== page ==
Airport Marketing: Not Exactly a Piece of Cake

Airport marketing is hard. If you’ve ever written a marketing plan, made calls to members of your business community, or even fielded a call from a disgruntled passenger, you’ve had a taste of the challenges. And they don’t taste like cake, that’s for sure. (Unless you hate cake, in which case maybe they do taste like that.)

So what makes airport marketing so difficult?

Cake PicFor one, you—the airport—don’t control the core product, which is the airline schedule. You don’t control the pricing or the delivery of the core product, and, as is the case in most airports, you can’t control the passenger experience as they move through security, concessions, and even boarding the aircraft.

And yet, when you tell that person you just met at a business-after-hours event that you work for the airport, you’re held accountable for that horrible customer service experience they had last Wednesday (and they still haven’t gotten their bags!). This is usually a good time to excuse yourself so you can grab a piece of that cake on the food bar.

The truth is, you—the airport, and sometimes you the individual—are held accountable for engendering loyalty from your community. You are responsible for growing the air service. Heck, a lot of people even hold you accountable for late flights, TSA pat-downs and high fares.

But when it comes to airport marketing, you do have some control.

Over what, you ask? Your brand. Your communication about the importance of air service to economic development and quality of life. You also have the ability (and a responsibility) to advocate on behalf of your community with the airlines, to develop and tell the community’s story in order to improve air service. (You also get to order the cake when you launch that hard-earned new service.)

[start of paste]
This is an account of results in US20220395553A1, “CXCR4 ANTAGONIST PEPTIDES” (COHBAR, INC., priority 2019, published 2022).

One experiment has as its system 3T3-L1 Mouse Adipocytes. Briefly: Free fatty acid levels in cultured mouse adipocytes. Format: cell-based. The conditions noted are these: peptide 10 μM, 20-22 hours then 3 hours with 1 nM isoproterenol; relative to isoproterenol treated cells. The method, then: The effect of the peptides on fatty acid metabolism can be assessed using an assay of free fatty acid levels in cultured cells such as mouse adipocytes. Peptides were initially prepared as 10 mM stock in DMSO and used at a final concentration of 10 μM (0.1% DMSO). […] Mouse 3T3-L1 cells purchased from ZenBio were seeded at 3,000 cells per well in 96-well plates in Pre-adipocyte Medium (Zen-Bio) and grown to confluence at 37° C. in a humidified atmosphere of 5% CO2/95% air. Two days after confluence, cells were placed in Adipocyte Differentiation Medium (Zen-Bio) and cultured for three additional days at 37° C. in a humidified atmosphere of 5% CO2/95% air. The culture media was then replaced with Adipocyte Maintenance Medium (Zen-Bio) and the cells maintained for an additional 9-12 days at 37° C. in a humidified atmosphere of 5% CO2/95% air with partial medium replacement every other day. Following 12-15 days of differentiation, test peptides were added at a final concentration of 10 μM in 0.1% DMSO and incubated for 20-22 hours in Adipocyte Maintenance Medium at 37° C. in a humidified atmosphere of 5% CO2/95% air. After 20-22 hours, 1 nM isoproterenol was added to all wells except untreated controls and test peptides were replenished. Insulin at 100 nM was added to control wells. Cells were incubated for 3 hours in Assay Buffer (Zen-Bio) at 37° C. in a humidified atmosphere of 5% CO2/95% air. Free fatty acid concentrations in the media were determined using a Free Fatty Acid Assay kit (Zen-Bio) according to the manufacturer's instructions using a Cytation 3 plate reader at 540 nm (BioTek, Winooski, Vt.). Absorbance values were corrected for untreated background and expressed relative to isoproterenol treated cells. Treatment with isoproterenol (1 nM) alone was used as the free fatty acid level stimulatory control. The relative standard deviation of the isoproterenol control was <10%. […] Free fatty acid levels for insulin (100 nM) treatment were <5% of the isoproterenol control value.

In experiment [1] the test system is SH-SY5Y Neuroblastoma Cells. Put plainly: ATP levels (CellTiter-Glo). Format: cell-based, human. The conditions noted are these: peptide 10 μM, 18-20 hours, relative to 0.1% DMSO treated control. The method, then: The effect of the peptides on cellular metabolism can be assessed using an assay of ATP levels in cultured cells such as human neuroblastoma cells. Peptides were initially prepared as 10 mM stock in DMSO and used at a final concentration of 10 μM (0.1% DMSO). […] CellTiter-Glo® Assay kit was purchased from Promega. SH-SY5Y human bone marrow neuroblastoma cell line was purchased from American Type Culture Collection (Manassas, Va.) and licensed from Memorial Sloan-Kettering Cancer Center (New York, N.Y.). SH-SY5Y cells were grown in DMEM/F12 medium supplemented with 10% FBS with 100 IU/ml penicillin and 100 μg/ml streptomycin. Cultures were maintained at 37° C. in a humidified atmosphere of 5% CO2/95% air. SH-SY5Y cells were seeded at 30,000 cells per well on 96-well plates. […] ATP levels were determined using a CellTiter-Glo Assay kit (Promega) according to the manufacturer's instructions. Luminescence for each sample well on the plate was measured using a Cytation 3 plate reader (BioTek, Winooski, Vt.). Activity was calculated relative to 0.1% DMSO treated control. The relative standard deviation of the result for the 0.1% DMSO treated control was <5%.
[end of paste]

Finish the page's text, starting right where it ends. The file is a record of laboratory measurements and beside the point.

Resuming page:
And though you don’t have control over that core product, you do have the opportunity to exert influence over its delivery, and you can spearhead efforts to offset airline operating costs by generating non-aeronautical revenue, thereby lowering cost per enplanement and encouraging new service.

Come to think of it, there’s a lot an airport can do, both on the air service development side, and on the marketing side. From customer service to community engagement, your airport has many opportunities to influence public perception and utilization of your airport. Perhaps your marketing is strong in social media or events, or maybe your strength is public relations or your creative advertising campaign. But you might also have a nagging feeling that you’re not quite nailing it in one area or another, and sometimes what you need is just a little push in the right direction, a fresh idea, or a clear plan to get the ball rolling.

Turning to your peers can be a great way to learn how other airports have succeeded, and reading books about marketing just might spur some great ideas. But if you’re short on time, or you’ve already overturned those stones, we can help. The Quotient Group team has years of experience in airport marketing. We’ve been there and done that. We would love to use that experience to support you in serving your community. And we’ll even bring you cake.

Comments are closed.